Two Stanford professors filed a lawsuit in federal court Friday, alleging that the automaker intentionally manipulated its vehicles’ emissions systems by installing so-called “defeat devices” designed to evade mandatory emissions testing. The suit also raises suspicions about a Volkswagen lab in the Bay Area and its possible connection to a scandal that has left some skeptical about the company's ability to regain public trust.
The lawsuit comes just days after the German automaker was accused of cheating on U.S. vehicle emissions tests. The crisis has threatened the automaker’s leadership and resulted in the resignation of its CEO Martin Winterkorn. On Friday, Volkswagen appointed Mattheas Muller, head of its Porsche brand, as the new CEO of the automobile company.
Although Volkswagon did not immediately respond to news of the lawsuit, which was first reported by NBC Bay Area, Winterkorn apologized — twice — after news of emissions discrepancies broke. The company has agreed to set aside $7.3 billion to cover the fallout.
Matthew Smith and Bernadette Meyler, the Stanford professors who sued Volkswagen, purchased 2013 VW Passat TDIs specifically because they were advertised as being a "clean," environmentally-friendly vehicle that provided excellent mileage. Both say they would not have purchased the model had it not been for Volkswagen's representations regarding their clean emissions characteristics.
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"They were angry..they feel betrayed..because they spent a lot of time trying to figure out what car to get," said Nancy Fineman, an attorney for the Burlingame firm of Cotchett, Pitre and McCarthy that filed the lawsuit.
The group behind the lawsuit is investigating whether the "defeat devices" were developed at Volkswagen's Electronic Research Laboratory in Belmont, California. The 157,000 square feet lab represents the entire Volkswagen Group in applied research and development.
"We right now have a very strong suspicion that data that holds the keys as to how far back Volkswagen knew that these vehicles weren't meeting EPA standards may lie right in the heart of Belmont," attorney Frank Pitre said. Pitre emphasized they don't have any evidence the lab helped develop the devices Volkswagen admits installing.
The ERL lab issued a statment saying it is not involved in "the development or creation of parts or systems related to vehicle emissions."
Winterkorn personally visited the lab's then Palo Alto location in January 2010, touting his company’s expansion efforts. "We want to take Volkswagen to the top of the industry by 2018," Winterkorn told reporters.“We aim to be the most eco-friendly automaker in the world ... "For Volkswagen, ‘green mobility’ means setting new ecological standards in automobile manufacturing in order to put the cleanest, most economical and at the same time most fascinating cars on the road."
NBC Bay Area toured the company's Belmont facility in early 2012, and talked to students from Stanford University who were interning there. Volkswagen and ERL has also partnered with Stanford and sponsored its solar car and autonomous driving projects.
The 59-page suit alleges violation of warranty, violation of the California Consumers Legal Remedies Act, common law fraud and warranty breaches.
Volkswagen is also facing lawsuits in San Diego and Los Angeles over emissions testing tampering. One of them is seeking class-action status for all residents of California who bought or leased diesel Volkswagens or diesel Audi A3s between 2009 and 2015. Dozens of lawsuits have been filed since regulators revealed the automaker used software to cheat emissions standards.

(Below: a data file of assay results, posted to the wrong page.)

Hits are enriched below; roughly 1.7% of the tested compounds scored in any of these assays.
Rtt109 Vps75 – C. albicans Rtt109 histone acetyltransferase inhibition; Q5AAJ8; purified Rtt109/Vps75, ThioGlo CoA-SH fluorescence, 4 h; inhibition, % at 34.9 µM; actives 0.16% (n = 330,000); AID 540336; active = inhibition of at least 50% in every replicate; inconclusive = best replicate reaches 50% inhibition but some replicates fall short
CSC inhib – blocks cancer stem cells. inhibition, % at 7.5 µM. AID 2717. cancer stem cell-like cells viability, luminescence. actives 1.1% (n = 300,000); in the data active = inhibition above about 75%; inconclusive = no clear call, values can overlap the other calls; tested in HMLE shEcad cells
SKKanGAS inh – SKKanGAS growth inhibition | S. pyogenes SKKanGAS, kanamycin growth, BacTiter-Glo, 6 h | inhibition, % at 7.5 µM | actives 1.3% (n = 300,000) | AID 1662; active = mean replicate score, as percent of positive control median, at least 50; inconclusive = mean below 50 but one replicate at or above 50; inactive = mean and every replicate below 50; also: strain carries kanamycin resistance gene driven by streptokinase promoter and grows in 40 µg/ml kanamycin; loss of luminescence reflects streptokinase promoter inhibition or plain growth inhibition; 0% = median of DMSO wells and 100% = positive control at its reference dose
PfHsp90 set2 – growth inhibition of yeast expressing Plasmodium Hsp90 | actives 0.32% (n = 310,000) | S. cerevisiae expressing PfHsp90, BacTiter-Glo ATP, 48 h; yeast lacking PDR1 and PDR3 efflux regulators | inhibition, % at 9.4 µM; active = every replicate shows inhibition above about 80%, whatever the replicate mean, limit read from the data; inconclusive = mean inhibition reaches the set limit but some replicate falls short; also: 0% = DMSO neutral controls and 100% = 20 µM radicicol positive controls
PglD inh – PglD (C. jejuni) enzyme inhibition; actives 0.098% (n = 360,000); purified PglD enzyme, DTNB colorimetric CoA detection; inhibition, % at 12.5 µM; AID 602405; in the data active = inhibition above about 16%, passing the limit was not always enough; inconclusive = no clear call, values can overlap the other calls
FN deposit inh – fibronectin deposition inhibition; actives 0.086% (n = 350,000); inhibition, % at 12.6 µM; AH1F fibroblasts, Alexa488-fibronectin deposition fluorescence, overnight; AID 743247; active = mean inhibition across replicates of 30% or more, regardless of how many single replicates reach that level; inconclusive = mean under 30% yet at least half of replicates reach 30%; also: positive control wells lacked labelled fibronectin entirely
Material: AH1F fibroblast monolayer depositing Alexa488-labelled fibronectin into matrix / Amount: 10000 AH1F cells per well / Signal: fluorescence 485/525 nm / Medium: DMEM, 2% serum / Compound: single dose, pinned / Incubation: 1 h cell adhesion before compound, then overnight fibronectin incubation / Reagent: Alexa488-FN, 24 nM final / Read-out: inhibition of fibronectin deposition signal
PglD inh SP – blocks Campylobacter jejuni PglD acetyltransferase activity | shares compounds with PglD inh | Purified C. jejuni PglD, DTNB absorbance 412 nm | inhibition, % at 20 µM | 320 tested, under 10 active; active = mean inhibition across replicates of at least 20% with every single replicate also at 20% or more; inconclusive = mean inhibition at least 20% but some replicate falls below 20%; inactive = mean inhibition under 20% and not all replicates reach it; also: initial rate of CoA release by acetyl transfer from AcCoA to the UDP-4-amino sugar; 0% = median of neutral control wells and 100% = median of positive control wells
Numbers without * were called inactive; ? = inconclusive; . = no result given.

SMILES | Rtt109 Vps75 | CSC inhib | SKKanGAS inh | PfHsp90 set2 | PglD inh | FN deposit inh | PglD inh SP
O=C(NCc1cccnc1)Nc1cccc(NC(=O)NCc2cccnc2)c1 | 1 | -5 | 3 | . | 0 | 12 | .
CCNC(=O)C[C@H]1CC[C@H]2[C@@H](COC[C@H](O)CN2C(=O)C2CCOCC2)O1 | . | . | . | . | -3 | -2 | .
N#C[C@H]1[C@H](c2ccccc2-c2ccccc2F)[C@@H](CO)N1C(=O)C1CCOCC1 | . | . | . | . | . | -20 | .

“VW’s scheme to deceive the public is a by-product of a corporate culture of arrogance — thinking they’re too smart to get caught lying about their ability to produce fuel efficient, clean vehicles without sacrificing performance,” said Frank Pitre, an attorney for Smith and Meyler..
The increased emissions increase pollution into the environment and cause health risks, the lawsuit alleges. [[329583321, C]]
The lawsuit describes how Volkswagen engaged in a marketing campaign to promote their cars to “appeal to worries about climate change,” touting the fuel economy, power and “green” credentials of its diesel vehicles. "This ain't your daddy's diesel," Volkswagen boldly declared in an ad campaign on its website. Sales increased as a result of its environmental friendliness, because car buyers who bought their cars believed they were helping the environment while still enjoying great gas mileage, the lawsuit says.
But Volkswagen’s claims were false, the lawsuit says. An investigation by the California Air Resources Board prompted the automaker to admit that it has, since model year 2009, manipulated software to avoid emissions standards,
The lawsuit alleges that the “defeat devices” installed by Volkswagen make their diesel vehicles emit significantly less harmful emissions during testing than during normal driving conditions. During regular operations, the cars in fact emit up to 40 times the standard permitted by U.S. laws and regulations, the lawsuit claims. “These emissions of nitrogen oxide (NOx) contribute to the creation of ozone and smog; the pollutants emitted by the cars have been linked to respiratory diseases including asthma and bronchitis,” lawyers said. “Particularly at risk are children, the elderly and people with respiratory disease.”
Some 500,000 diesel-powered cars in the U.S. and 11 million diesel vehicles worldwide have been identified as containing this software. Brands include the diesel versions of the Jetta, Beetle, Golf, Passat and Audi A3.